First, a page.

Jamie Manson is a columnist and books editor at the National Catholic Reporter. She is a three-time winner of the Religion News Writers Association's (RNA) award for Commentary of the Year and has garnered over a dozen Catholic Press Association awards for her work at NCR. She also won the 2015 Wilbur Award for Best Online Religion News Story for her piece "Feminism in Faith" about St. Joseph Sr. Elizabeth Johnson, written for Buzzfeed. Her activism on behalf of women and LGBTQ people earned her the Theresa Kane Award for Women of Vision and Courage from Women’s Ordination Worldwide in 2015. She is editor of Changing the Questions: Explorations in Christian Ethics, a collection of writings by Mercy Sr. Margaret Farley (Orbis, 2015). She received her Master of Divinity degree from Yale Divinity School, where she studied Catholic theology and sexual ethics.

Jamie travels around the country as a speaker, retreat leader and media commentator on issues related to women and LGBTQ Catholics, young adult Catholics, and the future of the church.

Jamie began her career as director of publications at Yale Divinity School where she created an entirely new publications program and photo archive, and re-launched the School’s magazine, Reflections, serving as its editor in chief for five years. She also served as pastoral associate and director of faith formation at St. Francis Xavier Catholic Church in Manhattan and later as director of social justice ministries at Jan Hus Presbyterian Church in Manhattan where she ministered full time to the needs of the City's poor and homeless populations.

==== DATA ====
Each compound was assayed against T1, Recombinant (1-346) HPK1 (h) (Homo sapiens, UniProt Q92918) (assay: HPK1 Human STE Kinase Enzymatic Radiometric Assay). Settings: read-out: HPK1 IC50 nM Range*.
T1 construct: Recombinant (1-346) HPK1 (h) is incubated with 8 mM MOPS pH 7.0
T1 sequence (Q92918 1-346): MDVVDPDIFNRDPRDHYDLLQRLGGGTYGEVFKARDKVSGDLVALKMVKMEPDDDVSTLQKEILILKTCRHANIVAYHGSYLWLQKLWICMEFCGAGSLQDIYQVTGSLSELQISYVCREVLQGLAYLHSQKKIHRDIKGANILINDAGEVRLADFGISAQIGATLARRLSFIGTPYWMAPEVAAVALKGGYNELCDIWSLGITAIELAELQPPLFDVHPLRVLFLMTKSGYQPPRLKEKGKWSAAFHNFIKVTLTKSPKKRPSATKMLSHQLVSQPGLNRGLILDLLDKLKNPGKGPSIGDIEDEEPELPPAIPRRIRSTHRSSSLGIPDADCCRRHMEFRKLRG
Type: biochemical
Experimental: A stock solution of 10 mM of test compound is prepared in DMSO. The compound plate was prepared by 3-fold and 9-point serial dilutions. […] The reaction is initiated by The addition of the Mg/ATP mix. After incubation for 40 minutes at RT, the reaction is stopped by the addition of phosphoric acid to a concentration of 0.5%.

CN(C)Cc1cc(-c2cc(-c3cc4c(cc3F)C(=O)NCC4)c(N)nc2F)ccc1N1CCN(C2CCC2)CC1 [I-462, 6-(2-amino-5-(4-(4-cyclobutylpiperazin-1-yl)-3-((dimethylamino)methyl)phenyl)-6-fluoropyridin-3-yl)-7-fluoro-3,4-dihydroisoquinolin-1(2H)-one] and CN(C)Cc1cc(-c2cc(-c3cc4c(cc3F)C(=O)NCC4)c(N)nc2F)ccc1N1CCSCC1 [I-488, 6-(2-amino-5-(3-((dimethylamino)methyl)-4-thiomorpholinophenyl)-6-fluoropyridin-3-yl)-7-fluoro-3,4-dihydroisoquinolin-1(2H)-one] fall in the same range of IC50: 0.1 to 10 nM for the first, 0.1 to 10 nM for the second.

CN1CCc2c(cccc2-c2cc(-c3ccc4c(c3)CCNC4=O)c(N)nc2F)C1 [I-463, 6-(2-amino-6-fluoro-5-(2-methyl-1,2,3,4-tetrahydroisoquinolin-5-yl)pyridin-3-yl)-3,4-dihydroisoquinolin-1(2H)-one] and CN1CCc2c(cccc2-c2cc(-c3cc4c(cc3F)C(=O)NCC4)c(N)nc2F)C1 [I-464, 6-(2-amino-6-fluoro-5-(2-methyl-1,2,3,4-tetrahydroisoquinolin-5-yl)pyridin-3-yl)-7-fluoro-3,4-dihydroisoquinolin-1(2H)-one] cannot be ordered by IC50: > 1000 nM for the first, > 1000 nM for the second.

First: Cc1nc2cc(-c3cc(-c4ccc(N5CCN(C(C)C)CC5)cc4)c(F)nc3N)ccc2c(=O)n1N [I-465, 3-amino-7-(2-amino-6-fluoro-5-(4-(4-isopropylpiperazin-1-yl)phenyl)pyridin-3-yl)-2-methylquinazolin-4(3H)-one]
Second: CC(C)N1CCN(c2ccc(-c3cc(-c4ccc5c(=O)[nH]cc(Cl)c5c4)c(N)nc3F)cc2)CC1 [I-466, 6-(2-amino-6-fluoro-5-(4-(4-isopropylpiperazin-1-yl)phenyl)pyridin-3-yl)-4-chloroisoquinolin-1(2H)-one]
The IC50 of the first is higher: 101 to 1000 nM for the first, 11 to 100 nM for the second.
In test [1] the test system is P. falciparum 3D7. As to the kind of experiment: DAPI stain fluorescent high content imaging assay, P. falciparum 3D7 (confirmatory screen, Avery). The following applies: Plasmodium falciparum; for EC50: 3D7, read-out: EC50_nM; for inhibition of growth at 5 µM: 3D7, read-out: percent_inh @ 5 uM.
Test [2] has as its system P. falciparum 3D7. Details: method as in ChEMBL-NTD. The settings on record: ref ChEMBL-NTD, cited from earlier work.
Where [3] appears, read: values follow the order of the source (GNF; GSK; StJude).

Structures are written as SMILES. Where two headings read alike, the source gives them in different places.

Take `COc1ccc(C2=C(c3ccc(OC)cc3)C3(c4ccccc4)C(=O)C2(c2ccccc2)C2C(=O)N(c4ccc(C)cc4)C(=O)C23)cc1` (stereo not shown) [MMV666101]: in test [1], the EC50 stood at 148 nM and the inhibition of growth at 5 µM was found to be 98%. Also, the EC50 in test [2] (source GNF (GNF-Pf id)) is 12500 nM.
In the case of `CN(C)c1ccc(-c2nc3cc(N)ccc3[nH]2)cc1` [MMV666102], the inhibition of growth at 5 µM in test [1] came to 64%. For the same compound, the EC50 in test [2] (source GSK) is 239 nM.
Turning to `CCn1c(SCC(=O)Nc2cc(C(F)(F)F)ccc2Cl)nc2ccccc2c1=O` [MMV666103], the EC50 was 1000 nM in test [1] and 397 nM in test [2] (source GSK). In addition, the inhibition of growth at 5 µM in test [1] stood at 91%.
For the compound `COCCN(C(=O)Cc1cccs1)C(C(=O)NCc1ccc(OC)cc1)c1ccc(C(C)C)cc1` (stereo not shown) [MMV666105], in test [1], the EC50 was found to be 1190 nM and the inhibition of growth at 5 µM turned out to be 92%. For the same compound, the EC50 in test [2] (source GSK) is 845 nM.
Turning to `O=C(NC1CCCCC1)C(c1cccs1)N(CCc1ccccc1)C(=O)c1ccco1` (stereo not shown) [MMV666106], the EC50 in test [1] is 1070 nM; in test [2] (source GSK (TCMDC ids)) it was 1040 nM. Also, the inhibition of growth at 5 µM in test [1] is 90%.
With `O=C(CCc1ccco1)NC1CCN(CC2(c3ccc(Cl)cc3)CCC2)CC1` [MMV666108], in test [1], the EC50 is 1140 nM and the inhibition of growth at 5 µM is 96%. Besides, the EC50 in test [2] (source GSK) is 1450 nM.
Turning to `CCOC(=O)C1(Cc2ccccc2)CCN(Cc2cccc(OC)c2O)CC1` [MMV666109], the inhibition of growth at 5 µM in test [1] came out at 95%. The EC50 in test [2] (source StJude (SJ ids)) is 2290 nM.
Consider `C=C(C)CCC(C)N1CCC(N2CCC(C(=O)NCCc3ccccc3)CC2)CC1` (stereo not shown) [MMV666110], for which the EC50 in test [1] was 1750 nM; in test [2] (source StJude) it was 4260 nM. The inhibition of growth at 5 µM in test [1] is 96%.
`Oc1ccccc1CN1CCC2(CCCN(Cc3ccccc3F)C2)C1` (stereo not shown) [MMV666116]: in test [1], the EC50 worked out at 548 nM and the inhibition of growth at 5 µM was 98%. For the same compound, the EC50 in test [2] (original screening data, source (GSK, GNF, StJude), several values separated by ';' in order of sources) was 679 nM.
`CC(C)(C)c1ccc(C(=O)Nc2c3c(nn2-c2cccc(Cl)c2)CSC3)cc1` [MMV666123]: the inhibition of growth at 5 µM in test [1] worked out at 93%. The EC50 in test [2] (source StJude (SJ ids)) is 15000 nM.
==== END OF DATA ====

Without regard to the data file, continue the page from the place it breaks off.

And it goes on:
Follow her on Twitter @jamielmanson 

 

 

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Column

We need to talk about David Haas

Grace on the Margins: Many have pointed to clericalism as the root of sexual abuse in the Catholic Church, but there is something even more systemic at work.

Column

Dear Archbishop Viganò: You're right, a cosmic battle is upon us

Grace on the Margins: With all of these revolutions of people of color and women and LGBTQ people, I can understand why you feel there is an apocalypse afoot, Archbishop Viganò. Because in many ways for men like you and Trump, it is the beginning of the End Times.

Column

We all must say 'Black Lives Matter'

Grace on the Margins: The dehumanization that people of color endure is based on a basic notion: White people are more important and valuable than people of color. White lives not only matter, they matter more. 

Column

Men dominated Jane Roe the way they dominate abortion rights

Anti-abortion crusaders exploited Norma McCorvey's desperate need for money, and she exploited their desperate need to win. But the ones who actually get swindled, the ones who really lose, are women.

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